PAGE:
Farmers across the Riverina believe they will face more hurdles and receive less support under the newly-elected Labor government.
The outcome of the federal election has filled the region's agriculture industry with apprehension, with many farmers unconvinced by the party's policies.
Alan Brown, the NSW Farmers' chairman in Wagga, said many growers and graziers had negative experiences with past Labor governments and are "wary" about the change.
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"We're likely to see a more extreme green agenda and that's always difficult for farmers because we're at the coalface," Mr Brown said.
"With live exports, we've done all the hard work and made sure the animal welfare side of it is improved greatly so getting rid of that is just dumb."
Mr Brown did concede that Labor's plans to deliver long-term funding to Australia's biosecurity system would help address a "massive issue".
"Obviously you have to work with the government at the end of the day so that's what we'll do but I don't see any great outcomes for farmers," he said.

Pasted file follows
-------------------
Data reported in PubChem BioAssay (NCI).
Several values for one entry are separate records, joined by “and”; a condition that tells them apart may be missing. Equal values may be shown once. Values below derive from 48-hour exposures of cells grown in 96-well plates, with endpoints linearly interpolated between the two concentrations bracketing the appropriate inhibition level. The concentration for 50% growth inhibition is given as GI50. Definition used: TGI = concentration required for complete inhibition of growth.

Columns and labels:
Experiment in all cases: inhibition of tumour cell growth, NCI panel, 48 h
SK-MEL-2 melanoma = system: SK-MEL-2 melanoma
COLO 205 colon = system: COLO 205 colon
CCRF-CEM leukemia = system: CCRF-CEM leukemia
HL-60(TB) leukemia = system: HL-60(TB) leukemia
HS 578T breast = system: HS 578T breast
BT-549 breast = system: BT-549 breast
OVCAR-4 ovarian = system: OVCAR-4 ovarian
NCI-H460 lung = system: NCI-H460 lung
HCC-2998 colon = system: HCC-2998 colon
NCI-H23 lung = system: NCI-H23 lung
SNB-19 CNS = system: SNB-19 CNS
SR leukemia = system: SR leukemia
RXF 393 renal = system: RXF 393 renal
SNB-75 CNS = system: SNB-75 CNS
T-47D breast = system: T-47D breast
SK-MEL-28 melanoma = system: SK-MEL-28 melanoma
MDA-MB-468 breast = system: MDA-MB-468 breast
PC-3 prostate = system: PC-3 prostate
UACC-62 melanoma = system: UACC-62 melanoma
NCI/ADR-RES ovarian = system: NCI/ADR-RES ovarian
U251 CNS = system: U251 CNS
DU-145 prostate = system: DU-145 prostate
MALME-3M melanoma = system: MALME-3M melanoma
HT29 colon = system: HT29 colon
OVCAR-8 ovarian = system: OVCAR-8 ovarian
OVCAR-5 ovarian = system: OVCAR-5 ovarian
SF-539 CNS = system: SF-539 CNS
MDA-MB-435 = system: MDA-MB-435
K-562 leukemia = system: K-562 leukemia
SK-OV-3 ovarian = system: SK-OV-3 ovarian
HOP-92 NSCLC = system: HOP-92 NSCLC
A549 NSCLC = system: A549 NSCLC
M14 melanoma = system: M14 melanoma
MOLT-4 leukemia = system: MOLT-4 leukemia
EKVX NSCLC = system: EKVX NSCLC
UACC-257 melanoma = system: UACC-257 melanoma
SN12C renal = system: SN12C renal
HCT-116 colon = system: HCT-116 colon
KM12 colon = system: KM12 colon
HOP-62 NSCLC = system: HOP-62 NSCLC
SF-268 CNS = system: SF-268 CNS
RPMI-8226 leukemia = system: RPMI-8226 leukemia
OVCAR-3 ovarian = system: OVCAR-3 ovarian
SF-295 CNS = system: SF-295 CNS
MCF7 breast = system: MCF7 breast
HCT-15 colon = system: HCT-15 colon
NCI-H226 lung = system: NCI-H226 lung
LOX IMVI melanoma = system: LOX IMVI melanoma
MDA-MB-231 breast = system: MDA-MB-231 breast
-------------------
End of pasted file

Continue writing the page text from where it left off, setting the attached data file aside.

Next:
Junee farmer Martin Honner said all of the farmers he's spoken to about the election result have expressed "frustration and disappointment".
He fears Labor will introduce more red tape for farmers which he said will make feeding the country more difficult.
"Farming is a very hard job and the more restrictions that get put in place the harder it will become," Mr Honner said.
"Locally it will also probably be harder because we're represented by a conservative politician [Michael McCormack] who will now have to look after this electorate as a member of the opposition."
On the other side of the fence is Bethungra farmer Ashley Hermes, who said the change in government might result in less of a focus on rural issues but could also bring positive changes for farmers.
Member for Riverina and Nationals MP Michael McCormack said he will be "very interested" to see who the Labor government name as Agriculture Minister.
"The National Farmers Federation and other peak bodies in agriculture put us very much higher than Labor when it comes to delivering for farmers," Mr McCormack said.
"I do worry what Labor is going to do, not just for farmers but for regional Australia."
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